Get a laugh in

In true fashion, a lover-of-all-arts festival like Bonnaroo, couldn’t forget about the comedy world. So if you’re a lover of stand-up, Bonnaroo is also your place to sneak in a few laughs in between shows. With 13 different comedians taking the stage at Bonnaroo’s Comedy Tent, you really can experience as much as possible during your time at festival. With names like 2 Dope Queens and Hannibal Buress, catching a stand-up show one evening is just one of the endless things you can do on your long weekend at The Farm.

A musical look back at Ohio University’s history

In 1977, Billy Joel performed in The Convo. In 2015, Waka Flocka Flame turned up the Templeton-Blackburn Alumni Memorial Auditorium stage.

Times have changed.

Here’s a quick look back at who has performed at Ohio University throughout the years:

  1. The Grateful Dead, 1968

The Grateful Dead performed in Templeton-Blackburn Alumni Memorial Auditorium for a free concert, according to Robert L. Williams II, an OU professor who compiled A Bulleted/Pictorial History of Ohio University. According to Willams, members of the band Jerry Garcia and Pigpen were later seen at the Union Bar.

  1. Simon and Garfunkel, 1968

    Simon and Garfunkel concert Ohio University 10-29-1968
    Simon and Garfunkel concert Ohio University 10-29-1968. Via Steinhoff.

The folk duo played the Convocation Center to a crowd of guys in ties and girls in skirts that were “delightfully short,” at least that’s how photographer Ken Steinhoff described it. Simon and Garfunkel broke up two years later.

  1. Led Zeppelin, 1969

To see an almost unknown Led Zeppelin at OU at The Convo, you would only have needed $2.50, according to Williams. That’s about $16 or $17 in today’s standards.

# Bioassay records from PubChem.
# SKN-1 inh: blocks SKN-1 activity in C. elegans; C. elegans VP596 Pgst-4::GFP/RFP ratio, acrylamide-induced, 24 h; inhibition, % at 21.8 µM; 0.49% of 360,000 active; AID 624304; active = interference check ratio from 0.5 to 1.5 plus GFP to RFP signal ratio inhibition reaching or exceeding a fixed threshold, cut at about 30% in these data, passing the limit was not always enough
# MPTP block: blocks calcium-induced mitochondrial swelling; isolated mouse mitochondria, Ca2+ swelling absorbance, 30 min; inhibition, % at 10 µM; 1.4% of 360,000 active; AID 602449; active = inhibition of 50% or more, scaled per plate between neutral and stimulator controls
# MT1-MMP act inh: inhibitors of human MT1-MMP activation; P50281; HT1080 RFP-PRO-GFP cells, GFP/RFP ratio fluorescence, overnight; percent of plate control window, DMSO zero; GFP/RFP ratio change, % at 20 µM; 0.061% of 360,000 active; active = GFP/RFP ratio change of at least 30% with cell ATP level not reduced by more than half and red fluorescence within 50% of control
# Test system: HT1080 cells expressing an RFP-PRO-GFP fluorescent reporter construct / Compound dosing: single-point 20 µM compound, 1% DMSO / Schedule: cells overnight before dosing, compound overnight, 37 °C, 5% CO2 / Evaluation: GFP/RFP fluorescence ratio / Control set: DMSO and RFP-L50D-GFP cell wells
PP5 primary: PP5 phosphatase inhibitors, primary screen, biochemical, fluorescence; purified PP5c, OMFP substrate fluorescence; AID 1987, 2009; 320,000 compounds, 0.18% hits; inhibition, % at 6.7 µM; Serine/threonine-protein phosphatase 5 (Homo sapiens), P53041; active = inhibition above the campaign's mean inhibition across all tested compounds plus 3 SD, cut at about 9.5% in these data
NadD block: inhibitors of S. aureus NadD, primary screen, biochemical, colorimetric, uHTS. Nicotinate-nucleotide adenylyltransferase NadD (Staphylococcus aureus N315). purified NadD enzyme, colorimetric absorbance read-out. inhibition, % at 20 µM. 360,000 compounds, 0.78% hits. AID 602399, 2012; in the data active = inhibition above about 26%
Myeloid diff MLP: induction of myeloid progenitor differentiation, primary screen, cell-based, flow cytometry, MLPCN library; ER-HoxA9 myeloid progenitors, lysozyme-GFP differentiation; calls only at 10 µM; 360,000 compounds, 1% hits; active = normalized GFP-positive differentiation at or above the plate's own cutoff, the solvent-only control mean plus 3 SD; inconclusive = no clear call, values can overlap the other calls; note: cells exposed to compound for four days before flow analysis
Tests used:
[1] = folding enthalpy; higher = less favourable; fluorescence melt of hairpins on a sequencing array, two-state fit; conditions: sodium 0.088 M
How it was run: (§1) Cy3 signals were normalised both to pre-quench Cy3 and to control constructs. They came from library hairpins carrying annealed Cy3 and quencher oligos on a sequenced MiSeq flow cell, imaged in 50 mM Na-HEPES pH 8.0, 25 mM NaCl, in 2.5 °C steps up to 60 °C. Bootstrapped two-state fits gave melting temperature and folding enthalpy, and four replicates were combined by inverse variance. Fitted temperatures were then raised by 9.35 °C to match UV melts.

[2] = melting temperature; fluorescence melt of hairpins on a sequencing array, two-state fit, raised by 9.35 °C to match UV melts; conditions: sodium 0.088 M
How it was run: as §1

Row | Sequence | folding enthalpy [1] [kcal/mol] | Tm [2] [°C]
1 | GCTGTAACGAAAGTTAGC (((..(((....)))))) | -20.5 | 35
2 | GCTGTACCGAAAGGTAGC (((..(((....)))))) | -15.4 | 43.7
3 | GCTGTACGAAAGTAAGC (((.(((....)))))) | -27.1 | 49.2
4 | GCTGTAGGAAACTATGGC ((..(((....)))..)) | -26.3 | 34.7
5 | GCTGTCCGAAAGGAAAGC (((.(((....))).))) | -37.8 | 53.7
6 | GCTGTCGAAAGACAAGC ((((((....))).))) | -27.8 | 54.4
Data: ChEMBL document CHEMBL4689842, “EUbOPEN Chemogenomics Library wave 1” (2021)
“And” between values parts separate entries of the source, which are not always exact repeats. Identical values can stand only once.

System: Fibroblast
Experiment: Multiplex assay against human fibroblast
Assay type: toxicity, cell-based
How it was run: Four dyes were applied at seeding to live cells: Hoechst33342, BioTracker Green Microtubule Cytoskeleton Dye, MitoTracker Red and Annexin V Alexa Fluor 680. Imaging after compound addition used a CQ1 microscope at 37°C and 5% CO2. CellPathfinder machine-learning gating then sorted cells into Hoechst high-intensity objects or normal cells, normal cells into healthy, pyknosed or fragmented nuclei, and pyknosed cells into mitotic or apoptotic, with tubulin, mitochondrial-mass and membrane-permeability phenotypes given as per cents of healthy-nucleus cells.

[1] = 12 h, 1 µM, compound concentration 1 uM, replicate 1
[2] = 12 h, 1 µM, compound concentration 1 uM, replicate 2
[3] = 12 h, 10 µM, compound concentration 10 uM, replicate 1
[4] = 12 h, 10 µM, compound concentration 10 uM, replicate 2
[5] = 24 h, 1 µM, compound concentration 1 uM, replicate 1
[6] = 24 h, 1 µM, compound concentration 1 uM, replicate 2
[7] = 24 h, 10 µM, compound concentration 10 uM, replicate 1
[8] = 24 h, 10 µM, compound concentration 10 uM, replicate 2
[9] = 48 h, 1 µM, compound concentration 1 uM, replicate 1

1. The Who, 1969

According to Willaims, when the already-famous band performed at The Convo, Keith Moon’s whiskey was confiscated because it was a dry campus at the time.

  1. Bruce Springsteen

The Boss himself played on the same ticket as The Eagles, Blood, Sweat and Tears, and Billy Preston.

  1. Billy Joel, 1977

Billy Joel sang OU a song because he was the piano man in a concert hosted by ACRN, according to a previous Athena yearbook.

  1. Neil Young, 1980

When Neil Young stepped on stage, the drinking age had recently been changed to 21. According to Williams, that greatly affected the future of Convo concerts, because less money could be made off alcohol.

And here’s where we are in 2015:

-Waka Flocka Flame, 2015

Waka Flocka Flame was the Sibs Weekend performer and when asked by a Post reporter what goes through his mind when he’s on stage, he answered: “Turn the f—k up Waka.”

-Sam Hunt, 2015

Hunt performed at the first Country Night Lights and sang his hits “House Party” and “Take Your Time,” according to a Post article. And a bunch of ladies thought he was hot.

To listen and take a little stroll down memory lane using the Spotify playlist below: